Studying climate impacts on plants with a high-tech platform

Studying climate impacts on plants with a high-tech platform

Researchers and students at TH Köln and the University of Cologne have developed an experimental platform that illustrates how climate change affects plant growth.

Ein Pumpensystem am Roboter ermöglicht, Wasser bis auf einen Milliliter genau zu dosieren.
FarmBot in the greenhouse - a pump system on the robot makes it possible to dose water precisely down to one milliliter.

Weather extremes such as heat, drought and flooding are increasingly affecting plant growth and biodiversity in the soil, thus jeopardizing the supply of important food crops. But how can the extent of climate impacts on plant growth be measured? To make this clear, researchers and students at TH Köln and the University of Cologne (UzK) have established an experimental platform and developed software that can be used to immediately visualize the results of the experiments.

Illustrating climate impacts on ecosystems

"Our joint approach was to illustrate the effects of droughts and floods on plant growth and biodiversity," says Marcel Bucher from the Institute of Plant Sciences at the University of Cologne. "Through problem-oriented learning, we taught the students the interrelationships so that they could plan and carry out experiments themselves. This involved an interdisciplinary exchange between students from the fields of biology and engineering."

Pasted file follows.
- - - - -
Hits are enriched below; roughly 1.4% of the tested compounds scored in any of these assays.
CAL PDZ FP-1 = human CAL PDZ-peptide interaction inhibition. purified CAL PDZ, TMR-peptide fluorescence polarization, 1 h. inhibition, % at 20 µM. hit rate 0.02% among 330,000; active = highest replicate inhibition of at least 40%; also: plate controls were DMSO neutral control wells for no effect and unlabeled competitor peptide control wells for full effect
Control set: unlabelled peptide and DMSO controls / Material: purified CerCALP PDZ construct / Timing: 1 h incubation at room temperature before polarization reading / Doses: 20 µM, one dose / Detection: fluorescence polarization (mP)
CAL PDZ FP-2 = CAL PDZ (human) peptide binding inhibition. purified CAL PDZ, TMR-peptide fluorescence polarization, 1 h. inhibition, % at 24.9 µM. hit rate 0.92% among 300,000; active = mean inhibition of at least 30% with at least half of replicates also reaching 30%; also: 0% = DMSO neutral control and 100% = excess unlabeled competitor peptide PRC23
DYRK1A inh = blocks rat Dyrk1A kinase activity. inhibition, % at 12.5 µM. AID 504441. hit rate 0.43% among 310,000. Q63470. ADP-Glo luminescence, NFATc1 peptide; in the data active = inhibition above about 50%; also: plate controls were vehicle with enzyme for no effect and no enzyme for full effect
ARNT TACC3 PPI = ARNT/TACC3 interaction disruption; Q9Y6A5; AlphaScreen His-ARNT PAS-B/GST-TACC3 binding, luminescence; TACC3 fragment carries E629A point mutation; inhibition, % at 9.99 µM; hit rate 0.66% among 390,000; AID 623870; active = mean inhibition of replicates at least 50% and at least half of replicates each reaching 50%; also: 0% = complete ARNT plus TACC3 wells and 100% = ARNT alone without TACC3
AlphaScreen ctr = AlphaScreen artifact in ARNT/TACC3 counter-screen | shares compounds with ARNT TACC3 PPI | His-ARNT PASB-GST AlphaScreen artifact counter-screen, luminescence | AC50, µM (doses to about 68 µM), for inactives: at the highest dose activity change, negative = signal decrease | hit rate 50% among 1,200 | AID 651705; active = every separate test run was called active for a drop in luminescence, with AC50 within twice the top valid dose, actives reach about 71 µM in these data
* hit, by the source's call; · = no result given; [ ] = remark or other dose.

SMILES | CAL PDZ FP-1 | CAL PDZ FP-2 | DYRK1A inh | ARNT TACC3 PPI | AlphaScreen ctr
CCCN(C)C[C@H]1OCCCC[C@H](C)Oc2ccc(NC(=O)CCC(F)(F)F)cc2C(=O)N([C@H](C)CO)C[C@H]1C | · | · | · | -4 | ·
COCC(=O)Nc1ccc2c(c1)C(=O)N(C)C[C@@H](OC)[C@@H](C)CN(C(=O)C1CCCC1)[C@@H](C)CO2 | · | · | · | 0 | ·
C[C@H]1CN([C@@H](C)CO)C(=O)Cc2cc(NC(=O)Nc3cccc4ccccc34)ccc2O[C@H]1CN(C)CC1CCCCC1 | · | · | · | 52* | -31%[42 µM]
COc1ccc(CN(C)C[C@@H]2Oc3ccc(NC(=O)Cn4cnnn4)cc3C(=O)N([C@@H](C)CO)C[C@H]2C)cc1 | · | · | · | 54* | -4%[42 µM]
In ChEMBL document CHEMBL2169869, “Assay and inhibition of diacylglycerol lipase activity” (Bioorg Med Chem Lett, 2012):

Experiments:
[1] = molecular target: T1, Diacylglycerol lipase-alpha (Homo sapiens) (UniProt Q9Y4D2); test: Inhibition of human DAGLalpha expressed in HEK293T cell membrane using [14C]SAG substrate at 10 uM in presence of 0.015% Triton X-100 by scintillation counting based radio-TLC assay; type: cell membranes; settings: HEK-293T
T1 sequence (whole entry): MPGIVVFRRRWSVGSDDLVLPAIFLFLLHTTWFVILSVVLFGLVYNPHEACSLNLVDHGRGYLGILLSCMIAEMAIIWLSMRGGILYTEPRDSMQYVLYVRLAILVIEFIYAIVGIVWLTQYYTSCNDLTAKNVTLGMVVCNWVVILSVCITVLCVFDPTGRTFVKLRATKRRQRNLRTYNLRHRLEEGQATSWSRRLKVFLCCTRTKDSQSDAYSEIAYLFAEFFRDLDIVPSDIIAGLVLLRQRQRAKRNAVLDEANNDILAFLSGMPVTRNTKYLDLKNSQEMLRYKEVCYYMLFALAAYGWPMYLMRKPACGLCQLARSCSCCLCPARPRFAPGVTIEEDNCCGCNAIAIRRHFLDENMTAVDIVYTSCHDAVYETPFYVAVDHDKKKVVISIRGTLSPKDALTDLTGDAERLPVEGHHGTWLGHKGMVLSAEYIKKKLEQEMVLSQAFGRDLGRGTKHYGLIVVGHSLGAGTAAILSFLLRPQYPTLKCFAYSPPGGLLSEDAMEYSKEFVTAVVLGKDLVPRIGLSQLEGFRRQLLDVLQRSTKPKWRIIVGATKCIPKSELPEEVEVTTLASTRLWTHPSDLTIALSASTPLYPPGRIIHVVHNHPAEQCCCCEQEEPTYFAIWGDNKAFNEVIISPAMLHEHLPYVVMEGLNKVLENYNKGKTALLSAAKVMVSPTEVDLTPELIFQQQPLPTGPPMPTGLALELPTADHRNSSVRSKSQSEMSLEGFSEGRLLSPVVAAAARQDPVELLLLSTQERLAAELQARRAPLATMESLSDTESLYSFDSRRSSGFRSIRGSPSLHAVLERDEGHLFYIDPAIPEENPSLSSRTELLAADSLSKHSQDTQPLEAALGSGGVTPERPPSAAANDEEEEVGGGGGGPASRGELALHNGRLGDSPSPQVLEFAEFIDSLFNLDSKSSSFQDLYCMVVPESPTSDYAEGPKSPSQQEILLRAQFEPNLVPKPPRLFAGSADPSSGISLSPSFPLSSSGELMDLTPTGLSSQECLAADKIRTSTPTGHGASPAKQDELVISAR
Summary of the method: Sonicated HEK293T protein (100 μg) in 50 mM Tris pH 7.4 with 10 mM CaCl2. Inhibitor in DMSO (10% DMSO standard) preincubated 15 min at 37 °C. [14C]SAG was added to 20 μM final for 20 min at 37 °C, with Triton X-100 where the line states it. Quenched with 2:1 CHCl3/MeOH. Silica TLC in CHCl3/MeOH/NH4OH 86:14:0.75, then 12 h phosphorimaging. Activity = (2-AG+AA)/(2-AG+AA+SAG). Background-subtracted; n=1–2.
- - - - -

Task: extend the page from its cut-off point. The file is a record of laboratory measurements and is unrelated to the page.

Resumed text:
In addition to the platform, the team also developed practice-oriented learning modules in which students were able to create their own concepts for adapting plants to climate change and carry out experiments. For the experiments, they had access to a state-of-the-art experimental facility in a greenhouse at the UzK, where a so-called FarmBot – a robot – watered 144 plant pots every four hours.

Pouring strategy optimized with new pump system

"We mainly recorded the temperature and soil moisture and also measured the humidity and air pressure. The data was then transferred to servers, evaluated and graphically displayed on the platform," explains Uwe Dettmar from the Institute of Communications Engineering at TH Köln. In addition, a pump system was added to the robot, which, according to Dettmar, is capable of dosing water with an accuracy of up to one milliliter. "This enabled us to optimize the casting strategy," says the researcher.

Experimentier-Plattform InnoBioDiv

More information on the InnoBioDiv research project and the experimental platform can be found on the University of Cologne website (only available in German).

Platform free to use – also for teaching

The experimental platform was created as part of the research project "InnoBioDiv - Innovation platform for education and research on the influence of climate change on the growth performance of plants and biodiversity in the soil" funded by the Federal Ministry for the Environment. It aims to highlight the ecological connections and collect concepts and ideas for adapting plants and biotopes to climate change.

The platform with information on the experiments is freely usable as an open educational resource and can also be used in teaching. The CEPLAS - Cluster of Excellence for Plant Sciences was also involved in the project and the experiments were based on its research findings.